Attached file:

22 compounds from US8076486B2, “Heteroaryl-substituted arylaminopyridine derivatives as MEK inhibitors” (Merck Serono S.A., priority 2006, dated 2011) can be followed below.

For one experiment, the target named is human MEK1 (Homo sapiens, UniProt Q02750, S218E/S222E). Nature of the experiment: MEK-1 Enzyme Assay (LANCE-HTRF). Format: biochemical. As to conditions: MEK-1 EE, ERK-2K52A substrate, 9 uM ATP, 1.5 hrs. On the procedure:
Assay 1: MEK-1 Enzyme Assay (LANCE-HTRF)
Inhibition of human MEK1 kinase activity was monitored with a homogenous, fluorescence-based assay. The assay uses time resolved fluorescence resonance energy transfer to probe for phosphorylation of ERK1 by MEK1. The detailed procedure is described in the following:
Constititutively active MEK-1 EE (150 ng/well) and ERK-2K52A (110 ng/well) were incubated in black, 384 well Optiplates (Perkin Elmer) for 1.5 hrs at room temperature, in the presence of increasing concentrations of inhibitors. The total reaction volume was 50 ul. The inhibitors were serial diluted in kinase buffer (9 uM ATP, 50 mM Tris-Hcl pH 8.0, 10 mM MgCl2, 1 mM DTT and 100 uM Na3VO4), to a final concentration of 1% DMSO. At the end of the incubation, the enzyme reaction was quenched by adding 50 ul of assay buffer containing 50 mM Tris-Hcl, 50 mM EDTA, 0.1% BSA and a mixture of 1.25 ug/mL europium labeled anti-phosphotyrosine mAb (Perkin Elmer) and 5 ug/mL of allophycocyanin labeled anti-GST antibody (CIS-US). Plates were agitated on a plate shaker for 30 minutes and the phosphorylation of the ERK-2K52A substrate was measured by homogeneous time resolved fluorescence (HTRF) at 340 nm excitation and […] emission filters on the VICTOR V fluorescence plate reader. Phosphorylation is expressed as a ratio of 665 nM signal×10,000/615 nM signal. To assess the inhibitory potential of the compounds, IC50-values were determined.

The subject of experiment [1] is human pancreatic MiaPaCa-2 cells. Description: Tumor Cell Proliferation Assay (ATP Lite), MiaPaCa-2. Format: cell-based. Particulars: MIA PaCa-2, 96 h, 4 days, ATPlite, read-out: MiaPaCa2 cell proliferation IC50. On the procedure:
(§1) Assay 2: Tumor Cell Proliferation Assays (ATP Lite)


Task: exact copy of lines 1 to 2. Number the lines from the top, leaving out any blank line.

22 compounds from US8076486B2, “Heteroaryl-substituted arylaminopyridine derivatives as MEK inhibitors” (Merck Serono S.A., priority 2006, dated 2011) can be followed below.

For one experiment, the target named is human MEK1 (Homo sapiens, UniProt Q02750, S218E/S222E). Nature of the experiment: MEK-1 Enzyme Assay (LANCE-HTRF). Format: biochemical. As to conditions: MEK-1 EE, ERK-2K52A substrate, 9 uM ATP, 1.5 hrs. On the procedure: